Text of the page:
Abstract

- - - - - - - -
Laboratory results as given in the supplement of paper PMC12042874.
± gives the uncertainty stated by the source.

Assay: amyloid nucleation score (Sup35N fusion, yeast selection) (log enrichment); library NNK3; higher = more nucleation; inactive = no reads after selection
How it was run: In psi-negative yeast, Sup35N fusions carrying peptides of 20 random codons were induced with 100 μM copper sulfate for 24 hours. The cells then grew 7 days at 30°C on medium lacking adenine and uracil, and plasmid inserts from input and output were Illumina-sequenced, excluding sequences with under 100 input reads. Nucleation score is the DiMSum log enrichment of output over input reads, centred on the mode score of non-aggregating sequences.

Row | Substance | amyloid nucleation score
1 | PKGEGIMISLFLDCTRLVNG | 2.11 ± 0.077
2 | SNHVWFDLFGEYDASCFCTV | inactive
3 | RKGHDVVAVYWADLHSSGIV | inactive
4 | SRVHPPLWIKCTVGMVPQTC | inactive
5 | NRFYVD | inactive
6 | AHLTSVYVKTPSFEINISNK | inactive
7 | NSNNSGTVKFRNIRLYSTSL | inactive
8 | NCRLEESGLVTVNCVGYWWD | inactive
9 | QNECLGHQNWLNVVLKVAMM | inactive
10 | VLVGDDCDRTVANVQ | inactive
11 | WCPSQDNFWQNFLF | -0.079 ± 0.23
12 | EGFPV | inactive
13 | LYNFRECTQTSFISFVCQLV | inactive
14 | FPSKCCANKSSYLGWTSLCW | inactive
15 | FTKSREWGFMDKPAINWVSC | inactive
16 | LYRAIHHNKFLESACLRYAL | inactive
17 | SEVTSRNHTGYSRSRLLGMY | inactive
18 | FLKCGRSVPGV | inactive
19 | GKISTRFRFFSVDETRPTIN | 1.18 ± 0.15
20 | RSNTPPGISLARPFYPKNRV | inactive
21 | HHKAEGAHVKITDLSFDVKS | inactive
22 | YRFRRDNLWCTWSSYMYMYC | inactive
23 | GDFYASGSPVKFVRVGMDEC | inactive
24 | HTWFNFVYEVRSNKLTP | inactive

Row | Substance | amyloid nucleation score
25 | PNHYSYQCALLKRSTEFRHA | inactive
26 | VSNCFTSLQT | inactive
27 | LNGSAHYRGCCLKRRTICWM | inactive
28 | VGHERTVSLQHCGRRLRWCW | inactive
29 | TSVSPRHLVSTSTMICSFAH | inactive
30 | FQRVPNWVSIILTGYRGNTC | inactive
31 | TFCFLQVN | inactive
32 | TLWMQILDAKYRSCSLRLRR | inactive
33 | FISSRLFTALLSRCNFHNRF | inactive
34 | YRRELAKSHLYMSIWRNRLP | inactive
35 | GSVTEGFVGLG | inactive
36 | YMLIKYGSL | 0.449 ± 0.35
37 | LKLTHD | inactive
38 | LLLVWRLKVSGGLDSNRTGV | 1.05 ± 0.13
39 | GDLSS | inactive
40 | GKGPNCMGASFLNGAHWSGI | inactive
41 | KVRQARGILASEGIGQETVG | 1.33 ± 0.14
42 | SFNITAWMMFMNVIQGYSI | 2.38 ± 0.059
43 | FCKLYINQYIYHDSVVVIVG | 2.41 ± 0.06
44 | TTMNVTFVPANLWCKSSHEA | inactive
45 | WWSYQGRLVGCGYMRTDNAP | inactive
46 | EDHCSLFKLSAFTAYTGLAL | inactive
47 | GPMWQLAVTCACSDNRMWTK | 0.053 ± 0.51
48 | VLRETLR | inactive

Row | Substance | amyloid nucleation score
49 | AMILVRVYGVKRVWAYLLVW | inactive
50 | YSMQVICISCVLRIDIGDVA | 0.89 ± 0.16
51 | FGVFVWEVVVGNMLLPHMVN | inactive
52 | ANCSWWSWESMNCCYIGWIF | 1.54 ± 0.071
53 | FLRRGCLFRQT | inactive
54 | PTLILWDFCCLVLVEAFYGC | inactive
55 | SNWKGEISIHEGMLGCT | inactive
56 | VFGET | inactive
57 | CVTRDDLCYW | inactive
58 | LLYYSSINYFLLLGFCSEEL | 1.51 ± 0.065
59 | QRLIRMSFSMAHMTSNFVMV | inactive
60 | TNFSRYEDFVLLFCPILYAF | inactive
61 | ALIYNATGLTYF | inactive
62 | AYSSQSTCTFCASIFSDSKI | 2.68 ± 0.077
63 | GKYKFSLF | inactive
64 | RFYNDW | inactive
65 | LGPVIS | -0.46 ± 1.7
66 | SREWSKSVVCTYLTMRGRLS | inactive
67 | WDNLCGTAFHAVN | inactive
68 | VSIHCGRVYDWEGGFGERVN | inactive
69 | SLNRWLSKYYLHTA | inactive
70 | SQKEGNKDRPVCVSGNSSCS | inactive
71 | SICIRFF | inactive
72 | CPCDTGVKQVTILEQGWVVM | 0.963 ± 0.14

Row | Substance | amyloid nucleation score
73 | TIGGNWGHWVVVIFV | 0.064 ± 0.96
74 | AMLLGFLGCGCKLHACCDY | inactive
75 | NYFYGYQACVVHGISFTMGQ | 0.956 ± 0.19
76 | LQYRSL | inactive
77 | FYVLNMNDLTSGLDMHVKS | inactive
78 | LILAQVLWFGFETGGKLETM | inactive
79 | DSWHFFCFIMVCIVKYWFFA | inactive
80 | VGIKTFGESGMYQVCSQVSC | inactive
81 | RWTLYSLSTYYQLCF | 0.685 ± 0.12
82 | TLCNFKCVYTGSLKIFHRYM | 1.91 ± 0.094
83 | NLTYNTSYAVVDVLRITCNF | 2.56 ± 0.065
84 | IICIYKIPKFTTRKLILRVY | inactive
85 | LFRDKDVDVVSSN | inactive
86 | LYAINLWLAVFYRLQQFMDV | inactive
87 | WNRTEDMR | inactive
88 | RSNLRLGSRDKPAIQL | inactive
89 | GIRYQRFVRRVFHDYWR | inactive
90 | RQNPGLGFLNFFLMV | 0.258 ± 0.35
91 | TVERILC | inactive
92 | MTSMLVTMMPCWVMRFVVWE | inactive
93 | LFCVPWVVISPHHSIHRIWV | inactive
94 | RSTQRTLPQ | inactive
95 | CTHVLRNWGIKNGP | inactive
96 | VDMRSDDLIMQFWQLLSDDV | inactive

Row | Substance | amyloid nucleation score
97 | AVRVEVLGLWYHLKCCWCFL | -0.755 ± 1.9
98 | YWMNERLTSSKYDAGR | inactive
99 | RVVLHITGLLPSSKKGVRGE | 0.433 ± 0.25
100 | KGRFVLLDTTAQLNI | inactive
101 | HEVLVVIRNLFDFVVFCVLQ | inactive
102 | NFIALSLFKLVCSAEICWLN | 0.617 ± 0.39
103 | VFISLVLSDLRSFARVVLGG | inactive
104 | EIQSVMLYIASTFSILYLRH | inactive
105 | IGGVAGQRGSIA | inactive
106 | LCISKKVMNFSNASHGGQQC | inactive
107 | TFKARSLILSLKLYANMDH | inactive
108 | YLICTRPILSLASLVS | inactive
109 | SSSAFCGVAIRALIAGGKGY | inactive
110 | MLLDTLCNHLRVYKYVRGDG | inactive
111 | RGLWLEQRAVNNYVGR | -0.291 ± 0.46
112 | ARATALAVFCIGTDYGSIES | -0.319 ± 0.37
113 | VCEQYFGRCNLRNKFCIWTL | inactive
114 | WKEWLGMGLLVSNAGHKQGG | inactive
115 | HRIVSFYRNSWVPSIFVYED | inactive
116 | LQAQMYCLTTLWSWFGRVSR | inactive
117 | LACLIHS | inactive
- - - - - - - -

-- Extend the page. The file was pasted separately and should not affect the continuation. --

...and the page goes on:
Customer sexual harassment (CSH) is a persistent problem that harms worker well-being in many service industries. In turn, bystander intervention in the workplace is critical for preventing and stopping customers' inappropriate behaviors as well as mitigating the detrimental effects of such harassment on workers. However, previous research has rarely examined what can facilitate bystander employees' intervention behaviors in CSH incidents. Drawing from the empathy-prosocial behavior research and the arousal: Cost-reward model in social psychology literature, this research examines whether frequent observation of CSH at work is related to bystander employees' empathy toward the targets, which then positively relates to bystander intervention behaviors. This research also tests two moderating factors to determine whether empathy is more strongly associated with bystander interventions among employees who have a higher level of moral idealism and/or less reliance on customer tipping. Two online survey studies with three measurement points were conducted to test the hypotheses (i.e., n 1 = 287 service workers; n 2 = 264 service workers). The path modeling results supported the study hypotheses. Theoretical and practical implications are discussed, along with limitations and a future research agenda. (PsycInfo Database Record (c) 2022 APA, all rights reserved).

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